4 years

6th March, 2018

Well I had other ideas for today’s blog, but Facebook reminded me that today 4 years ago I was recovering at home, supervised by my hubby working from home, after a VERY long afternoon/night in the emergency department having finally come to the crunch point of my nervous breakdown.

It was the first day of many days off work: 6th March 2014 to 22nd July 2015.

It felt long!

It felt like it would never to over, that life would just trickle by forever. Me at home, on my own, barely able to fill the hours of the day, just dragging along until the next…what? Hour, day, week, year?

After 18 years of full time school; 4 years of full time study plus part time work; an intern year of full time work and study; and 4 years working full time (apart from a period of 9 day fortnights during 2013 for health/stress reasons, and a brave if futile attempt to get back to work and save my job by dragging myself 2 days a week to work in the outpatient dispensary at the Alfred in the month before my contract expired late 2014) it was a shock!

I didn’t know what to do with myself physically, let alone mentally. So came a long list of attempted hobbies to try to fill up my time, more or less successfully. 4 years on, some have stuck, some haven’t, but it’s a different problem now: finding time for those hobbies! Time for bird watching, for photography, for blogging, and my re-discovered love of gardening. I’m back at work, currently 4 to 5 days a week! Who would have ever thought?! And it’s cramping my style! How’s that for ironic? For months, years in fact I’m dying to get back to work, really back to working full time or close to it, and 5 minutes later I’m missing my me time!!

It could be worse. If anyone can say that it’s me. I was worse, I’ve been worse; so I really know that it could be worse. I do. But it’s the perspective you have at the time that frames how you see things. And my perspective now is mental wellness and relatively good physical health, so the smaller things weigh more, like doing my hobbies! It’s not a bad place to be, hey? Four years on.

Private hospital 101

I work at a private hospital, in the emergency department (ED). Prior to starting this job in August last year, I had spent all of my career, apart from the obvious gaps when I was sick, in public hospitals. The change has been quite interesting from several financial prespectives.

  1. Funding private hospital ED

In a public hospital emergency department, as long as you have a Medicare card, everything is free. To you, I mean; obviously the cost has to go somewhere, so it goes to the government because they believe in free access to healthcare for all Australians through their funded hospitals. It’s actually one of THE most amazing, and EXTREMELY underappreciated benefits to living in Australia. Whatever you think of any government down under, you absolutely SHOULD respect and appreciate this benefit of life here. If you had any idea how much money you rack up in one long wait in ED for nursing care, medical care, tests and scans, medications, interventions and so on, I think you would be shocked! We are talking hundreds if not thousands of dollars over several hours, and that’s just in ED. Try to think of healthcare, and paying your taxes, from this perspective; maybe you’ll be calmer in the ED, and more resigned to all that money you fork over to the government.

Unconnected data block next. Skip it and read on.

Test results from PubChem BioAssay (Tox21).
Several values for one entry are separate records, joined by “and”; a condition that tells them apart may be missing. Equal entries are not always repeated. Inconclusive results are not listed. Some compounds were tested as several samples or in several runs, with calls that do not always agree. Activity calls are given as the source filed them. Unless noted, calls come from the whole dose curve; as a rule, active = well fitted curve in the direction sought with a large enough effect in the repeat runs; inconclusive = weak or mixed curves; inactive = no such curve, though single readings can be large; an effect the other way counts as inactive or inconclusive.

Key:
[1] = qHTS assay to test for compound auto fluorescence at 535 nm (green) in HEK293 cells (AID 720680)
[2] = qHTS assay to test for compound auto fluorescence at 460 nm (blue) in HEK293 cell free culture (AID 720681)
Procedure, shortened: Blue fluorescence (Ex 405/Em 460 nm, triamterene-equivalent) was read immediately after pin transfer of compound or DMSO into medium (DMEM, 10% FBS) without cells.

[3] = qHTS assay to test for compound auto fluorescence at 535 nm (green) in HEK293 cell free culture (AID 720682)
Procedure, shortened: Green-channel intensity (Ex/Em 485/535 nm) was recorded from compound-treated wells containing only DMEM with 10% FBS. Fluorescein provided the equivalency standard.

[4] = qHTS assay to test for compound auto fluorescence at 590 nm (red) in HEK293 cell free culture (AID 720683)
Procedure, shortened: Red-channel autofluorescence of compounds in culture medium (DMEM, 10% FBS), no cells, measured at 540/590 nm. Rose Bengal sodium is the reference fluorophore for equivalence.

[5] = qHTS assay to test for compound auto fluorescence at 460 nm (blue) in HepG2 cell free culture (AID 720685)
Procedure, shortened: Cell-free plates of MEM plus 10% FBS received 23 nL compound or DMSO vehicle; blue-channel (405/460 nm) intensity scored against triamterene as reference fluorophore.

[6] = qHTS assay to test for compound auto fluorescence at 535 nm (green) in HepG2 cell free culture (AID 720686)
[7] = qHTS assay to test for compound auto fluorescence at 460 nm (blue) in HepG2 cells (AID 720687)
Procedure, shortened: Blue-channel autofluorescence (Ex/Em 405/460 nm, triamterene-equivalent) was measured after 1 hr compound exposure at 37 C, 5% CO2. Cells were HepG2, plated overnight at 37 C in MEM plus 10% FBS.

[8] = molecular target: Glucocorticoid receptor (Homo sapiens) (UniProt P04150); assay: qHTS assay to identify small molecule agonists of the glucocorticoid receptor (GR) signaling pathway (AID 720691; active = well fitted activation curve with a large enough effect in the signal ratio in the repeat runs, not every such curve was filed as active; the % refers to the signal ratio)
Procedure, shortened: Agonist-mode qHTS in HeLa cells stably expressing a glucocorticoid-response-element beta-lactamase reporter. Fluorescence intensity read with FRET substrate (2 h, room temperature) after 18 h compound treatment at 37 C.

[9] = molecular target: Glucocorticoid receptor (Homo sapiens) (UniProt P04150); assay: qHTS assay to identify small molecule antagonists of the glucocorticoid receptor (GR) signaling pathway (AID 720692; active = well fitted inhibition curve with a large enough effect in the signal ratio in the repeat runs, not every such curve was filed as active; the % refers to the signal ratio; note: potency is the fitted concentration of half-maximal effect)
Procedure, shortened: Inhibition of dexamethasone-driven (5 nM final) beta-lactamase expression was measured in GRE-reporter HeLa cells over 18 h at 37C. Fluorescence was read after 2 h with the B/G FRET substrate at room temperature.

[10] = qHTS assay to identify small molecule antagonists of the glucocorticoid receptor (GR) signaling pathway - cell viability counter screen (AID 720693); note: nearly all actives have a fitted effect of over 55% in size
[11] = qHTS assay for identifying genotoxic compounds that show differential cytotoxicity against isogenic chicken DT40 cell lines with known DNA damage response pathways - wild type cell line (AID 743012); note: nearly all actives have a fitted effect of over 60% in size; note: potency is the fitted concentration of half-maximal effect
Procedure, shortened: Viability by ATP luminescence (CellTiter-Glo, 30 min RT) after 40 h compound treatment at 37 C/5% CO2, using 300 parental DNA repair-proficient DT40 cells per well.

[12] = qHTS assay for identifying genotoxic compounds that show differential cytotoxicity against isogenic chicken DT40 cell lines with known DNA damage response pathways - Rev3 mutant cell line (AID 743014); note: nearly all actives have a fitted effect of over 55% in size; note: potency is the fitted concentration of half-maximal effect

To access the emergency department where I work, you pay $300 upfront before you walk in the door which is an out of pocket fee, not rebatable by your health insurance, paid on the spot before anything else happens. Basically it’s a general fee against the types of costs you rack up, such as medications, blood tests, Xrays and CT scans. If you end up accumulating costs above this payment, they may be charged to you. At the beginning of working here I thought this wasn’t great, or fair, as far as healthcare equity goes . But now I think about it differently. We are one private hospital. In the city of Melbourne there are 3 major public hospitals: Royal Melbourne Hospital, St Vincent’s public hospital, and The Alfred, as well as specialized public hospitals: Victorian Comprehensive Cancer Care, Royal Children’s hospital, The Women’s, Eye and Ear hospital. That’s plenty of public health to go around, and its just in Melbourne city; not the suburbs. There are other private hospitals as well, and I’ve come around to accepting that there’s a valid place for both. We are only trying to recuperate costs outlaid because the government doesn’t fund our patients, we do, at least in the outpatient setting. That’s what category the ED technically falls into, outpatient; in fact sometimes you hear it referred to as outpatients. Private health insurance, check the small print, only covers the INPATIENT stay once the patient is admitted to the ward so if we don’t get some money somehow for what we do in ED, we are totally out of pocket ourselves, and as a private enterprise, we wouldn’t be able to continue to offer healthcare, which would be bad for everyone, not least of all me whose whole day is spent in ED which I love!! So yes, I do now see the virtue. Yet somehow, when I see someone on a stretcher with a vomit bag being asked to sign waiver forms for their $300, it still generates an ick factor!! Weird, huh?!?

I would add, because it is relevant, that the $300 fee does also serve a function of natural selection where those who can afford it come into our ED, and those who can’t afford it, don’t. That’s not to say that they are just turned away, not at all. We always ensure they are transferred to a public hospital that can care for them without the money burden. And all patients coming in by ambulance are informed before arriving that the fee applies to them, so that they can choose to go to a public hospital should they not want to pay. So, would you pay?